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Publication numberUS8123281 B2
Publication typeGrant
Application numberUS 12/366,289
Publication dateFeb 28, 2012
Filing dateFeb 5, 2009
Priority dateFeb 5, 2009
Fee statusLapsed
Also published asCA2689883A1, US20100194143
Publication number12366289, 366289, US 8123281 B2, US 8123281B2, US-B2-8123281, US8123281 B2, US8123281B2
InventorsPatricia M. Perkins, James C. Bradley
Original AssigneeInternational Truck Intellectual Property Company, Llc
Export CitationBiBTeX, EndNote, RefMan
External Links: USPTO, USPTO Assignment, Espacenet
Proactive aerodynamic truck trailer shroud
US 8123281 B2
Abstract
A power or motive source for an extensible fairing for an articulated motor vehicle is based on a fluid power system. The fluid power system is disposed on the vehicle to be exposed to airflow around the vehicle resulting from forward movement of the vehicle. A coupling mechanism responsive to exposure of the fluid power system to airflow for extending and retracting the extensible fairing responsive to changes in vehicle speed.
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Claims(13)
What is claimed is:
1. An autonomous power source for extensible side fairings on a vehicle comprises:
a fluid power system comprising at least one of a rotary power mechanism, including an air screw or a turbine and a pneumatic system, including a cylinder, for generating power disposed on the vehicle to be exposed to air flowing along a side of the vehicle resulting from forward movement of the vehicle for generating power from the air flowing along the side of the vehicle; and
a coupling mechanism actuated by power generated by the fluid power system for controlling extension of the extensible fairings.
2. An autonomous power source as claimed in claim 1, the fluid power system further comprising:
a rotary power mechanism for converting airflow to mechanical energy; and
a reversal mechanism allowing the rotary power mechanism to operate either to extend the fairings or retract the fairings.
3. An autonomous power source as claimed in claim 1, the fluid power system further comprising:
a pneumatic linkage to the extensible fairings.
4. An autonomous power source as claimed in claim 3, further comprising:
an energy storage system coupled to the pneumatic linkage and responsive to a reduction in pneumatic power for urging the extensible fairings to a retracted position.
5. An autonomous power source as claimed in claim 3, further comprising:
springs connected between panels of the extensible fairing system for urging the extensible fairings toward a retracted position.
6. An autonomous power source as claimed in claim 1, further comprising:
a velocity sensor; and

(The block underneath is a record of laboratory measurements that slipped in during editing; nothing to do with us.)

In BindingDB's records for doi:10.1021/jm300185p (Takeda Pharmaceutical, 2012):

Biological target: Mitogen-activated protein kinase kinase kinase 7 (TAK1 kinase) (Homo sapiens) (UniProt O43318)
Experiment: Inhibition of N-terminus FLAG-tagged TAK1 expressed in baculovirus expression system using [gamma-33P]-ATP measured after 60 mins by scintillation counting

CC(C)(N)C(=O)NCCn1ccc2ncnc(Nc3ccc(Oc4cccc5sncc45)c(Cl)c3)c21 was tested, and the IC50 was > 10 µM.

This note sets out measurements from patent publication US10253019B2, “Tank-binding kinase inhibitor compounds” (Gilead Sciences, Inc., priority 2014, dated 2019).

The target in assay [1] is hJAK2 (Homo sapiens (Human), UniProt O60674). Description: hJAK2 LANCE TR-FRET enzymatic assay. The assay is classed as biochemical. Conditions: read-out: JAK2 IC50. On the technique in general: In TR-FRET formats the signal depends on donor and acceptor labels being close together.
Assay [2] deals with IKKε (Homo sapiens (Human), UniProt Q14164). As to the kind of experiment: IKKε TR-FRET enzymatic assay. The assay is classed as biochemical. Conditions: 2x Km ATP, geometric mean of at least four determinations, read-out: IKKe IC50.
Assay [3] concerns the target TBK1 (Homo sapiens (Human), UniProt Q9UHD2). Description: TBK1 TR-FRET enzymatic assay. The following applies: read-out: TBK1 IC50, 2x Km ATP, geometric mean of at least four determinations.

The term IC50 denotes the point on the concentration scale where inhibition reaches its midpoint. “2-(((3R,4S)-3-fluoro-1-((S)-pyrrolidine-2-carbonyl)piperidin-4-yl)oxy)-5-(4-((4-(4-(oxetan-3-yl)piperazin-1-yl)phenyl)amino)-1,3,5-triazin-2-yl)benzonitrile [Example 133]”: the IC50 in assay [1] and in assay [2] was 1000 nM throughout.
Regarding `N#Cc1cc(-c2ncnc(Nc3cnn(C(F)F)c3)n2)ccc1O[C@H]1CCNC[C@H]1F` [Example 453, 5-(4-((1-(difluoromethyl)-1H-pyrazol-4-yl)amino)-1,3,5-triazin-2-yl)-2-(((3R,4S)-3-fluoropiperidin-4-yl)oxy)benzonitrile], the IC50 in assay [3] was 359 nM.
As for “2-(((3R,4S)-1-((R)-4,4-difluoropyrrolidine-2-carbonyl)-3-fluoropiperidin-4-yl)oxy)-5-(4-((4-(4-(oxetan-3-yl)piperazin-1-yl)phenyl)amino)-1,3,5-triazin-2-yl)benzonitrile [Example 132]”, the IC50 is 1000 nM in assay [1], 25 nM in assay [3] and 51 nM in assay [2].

an active control system responsive to the velocity sensor for controlling the fluid power system.
7. An autonomous power source as claimed in claim 6, further comprising:
the velocity sensor being airflow responsive.
8. An autonomous power source as claimed in claim 6, further comprising:
a vehicle articulation sensor;
the velocity sensor being coupled to the vehicle power train;
a fairings displacement sensor; and
the control system being further responsive to velocity or articulation of the vehicle for adjusting extension of the extensible fairings on either or both sides of the vehicle.
9. An adjustable aerodynamic truck to trailer shroud system, the system comprising:
driver and passenger side shrouds, the shrouds being adjustable in length and operable to be disposed in a gap extending between a back end of the tractor and a front end of the trailer;
a fluid power system for adjusting the lengths of the shrouds;
a speed sensor operable to sense a speed of the vehicle; and
a control system coupled in signal communication with the speed sensor and further coupled for operation of the fluid power system, wherein the control system is operable to automatically adjust a longitudinal length of shrouds of the shrouds in response to vehicle speed.
10. The shroud system of claim 9, the fluid power system further comprising:
a rotary mechanism for converting airflow to mechanical energy; and
a reversal mechanism allowing the rotary mechanism to operator to operate either to extend the shrouds or retract the shrouds.
11. The shroud system of claim 9, the fluid power system further comprising:
a pneumatic linkage to the shrouds.
12. An autonomous power source as claimed in claim 11, further comprising:
an energy storage system coupled to the pneumatic linkage and responsive to a reduction in pneumatic power for urging the extensible shrouds to a retracted position.
13. An autonomous power source as claimed in claim 11, further comprising:
springs connected between panels of the shrouds for urging the shrouds toward a retracted position.
Description